Put a stop at the top of the pyramid

Looking up (at leaders) is a downer. It need not be.

We physically look up to our leaders because their box is drawn higher on the chart and because they sit in a higher office (in both meanings of the word office).

We morally look up to our leaders because… Well, maybe once upon a time we did. The buck never seems to stop anymore.

Here’s how to change it. At least at work, if not in the office (the other meaning of the word).


Lead with a view of the lead

See the hierarchy of power and status. (Created by Ann Gadd in 1989 for James McIntosh)

I like my leaders to be on top of the organization pyramid.

Let me tell you why I prefer a pyramid hierarchy to some of these fancy modern designs, like the wagon-wheel with the customer at the center.

A pyramid structure clearly shows the hierarchy of power and status. And it shows the hierarchy of responsibility and accountability.

When it comes to the execution of plans and delivering on promises made to customers and stakeholders, then responsibility and accountability matter. And it matters that we all know where the buck really stops.

Which part of the pyramids in Egypt is visible from afar? Yes, the pointy bit at the top.

I think that many modern problems stem from the fact that many people at the top do not realize that we can see them clearly. And that it is very clear to us when they are not stopping the buck where it is supposed to stop.


Be less visible to trigger more visible success

Let your ego be your driver. Yes? No? Maybe. (free public domain: clipart-people.com)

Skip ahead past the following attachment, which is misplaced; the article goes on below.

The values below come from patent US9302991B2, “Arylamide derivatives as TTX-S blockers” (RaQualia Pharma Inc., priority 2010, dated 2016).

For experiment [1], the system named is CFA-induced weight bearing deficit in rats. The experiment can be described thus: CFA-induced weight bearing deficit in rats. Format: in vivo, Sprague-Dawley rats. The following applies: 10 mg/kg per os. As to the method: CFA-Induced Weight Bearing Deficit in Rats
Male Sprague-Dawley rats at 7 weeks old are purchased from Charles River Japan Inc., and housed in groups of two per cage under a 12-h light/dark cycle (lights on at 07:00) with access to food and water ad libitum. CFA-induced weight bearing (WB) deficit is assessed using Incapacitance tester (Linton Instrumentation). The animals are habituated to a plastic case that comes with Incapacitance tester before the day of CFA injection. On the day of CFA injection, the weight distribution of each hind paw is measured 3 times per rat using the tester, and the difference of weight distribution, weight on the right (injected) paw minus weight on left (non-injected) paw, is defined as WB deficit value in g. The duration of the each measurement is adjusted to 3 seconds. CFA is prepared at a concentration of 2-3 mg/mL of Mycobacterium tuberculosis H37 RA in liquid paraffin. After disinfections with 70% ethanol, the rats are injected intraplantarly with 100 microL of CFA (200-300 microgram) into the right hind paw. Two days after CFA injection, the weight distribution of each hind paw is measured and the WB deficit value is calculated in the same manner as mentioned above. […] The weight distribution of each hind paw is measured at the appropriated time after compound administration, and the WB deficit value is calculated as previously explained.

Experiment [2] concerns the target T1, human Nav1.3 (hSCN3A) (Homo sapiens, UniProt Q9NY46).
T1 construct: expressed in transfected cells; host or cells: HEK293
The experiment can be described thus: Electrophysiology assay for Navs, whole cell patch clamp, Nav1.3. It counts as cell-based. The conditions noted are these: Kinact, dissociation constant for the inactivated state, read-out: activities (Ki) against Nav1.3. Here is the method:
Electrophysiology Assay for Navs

The more successful you are at your job, the higher you will climb on the corporate ladder. The higher you climb, the bigger your carpet and the fatter your wallet. You know this already, which is why you stepped onto the ladder in the first place.

However, many climbers forget that the higher you climb, the more visible you become to those you stand on. Sorry, I mean those below you. No, I mean those you manage and lead.

Actually, you don’t become more visible. Your ego does. It stands out more and more. That’s the risk.

Here’s the paradox at the top of the pyramid:

  • If you want to be successful, then your ego must be your driver. Because to be promoted, you must be visible and be seen to be successful.
  • Yet, if you want ongoing success, then the higher you climb, the more invisible you must become by making visible those below you.


Remember, without two one is zero

Is your number two a yes-mouth? (free public domain: clipart-people.com)

Singer Joe Jackson wrote a song beginning with, “Won’t you be my number two? Me and number one are through.”

Romantically, this makes sense, but not in business. In business, the CEO is always number one, with or without a number two.

I once consulted to the top two people in a company. They were polar opposites. Supposedly, opposites attract. But in business, opposites are competitors. And yet, these two were successful because they understood that what made them different apart, made them great together.

If your number two is a yes-mouth, then you are obviously not competing (with each other). But the risk is that you won’t be competing successfully where it matters.

Your number two should complete you, not compliment you. Get someone who balances you with opposites and who will speak up against you when needed.

Without the right number two, you won’t be number one for long.

Welcome to my side of the nonsense divide.

Here’s another reason why your number 2 matters.